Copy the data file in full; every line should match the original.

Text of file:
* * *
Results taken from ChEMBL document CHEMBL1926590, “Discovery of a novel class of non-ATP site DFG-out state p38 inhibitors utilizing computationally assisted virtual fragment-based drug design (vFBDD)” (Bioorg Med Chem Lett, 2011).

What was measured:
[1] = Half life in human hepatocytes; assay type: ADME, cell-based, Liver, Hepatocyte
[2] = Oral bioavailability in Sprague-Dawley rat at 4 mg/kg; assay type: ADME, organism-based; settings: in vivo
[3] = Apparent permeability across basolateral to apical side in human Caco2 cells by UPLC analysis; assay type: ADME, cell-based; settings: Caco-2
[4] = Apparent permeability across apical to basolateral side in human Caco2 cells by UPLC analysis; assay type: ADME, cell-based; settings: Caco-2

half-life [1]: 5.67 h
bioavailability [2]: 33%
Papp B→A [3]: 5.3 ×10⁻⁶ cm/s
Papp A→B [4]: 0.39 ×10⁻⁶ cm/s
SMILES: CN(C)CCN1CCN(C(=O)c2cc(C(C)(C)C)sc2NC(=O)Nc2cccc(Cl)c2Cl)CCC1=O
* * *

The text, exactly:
Results taken from ChEMBL document CHEMBL1926590, “Discovery of a novel class of non-ATP site DFG-out state p38 inhibitors utilizing computationally assisted virtual fragment-based drug design (vFBDD)” (Bioorg Med Chem Lett, 2011).

What was measured:
[1] = Half life in human hepatocytes; assay type: ADME, cell-based, Liver, Hepatocyte
[2] = Oral bioavailability in Sprague-Dawley rat at 4 mg/kg; assay type: ADME, organism-based; settings: in vivo
[3] = Apparent permeability across basolateral to apical side in human Caco2 cells by UPLC analysis; assay type: ADME, cell-based; settings: Caco-2
[4] = Apparent permeability across apical to basolateral side in human Caco2 cells by UPLC analysis; assay type: ADME, cell-based; settings: Caco-2

half-life [1]: 5.67 h
bioavailability [2]: 33%
Papp B→A [3]: 5.3 ×10⁻⁶ cm/s
Papp A→B [4]: 0.39 ×10⁻⁶ cm/s
SMILES: CN(C)CCN1CCN(C(=O)c2cc(C(C)(C)C)sc2NC(=O)Nc2cccc(Cl)c2Cl)CCC1=O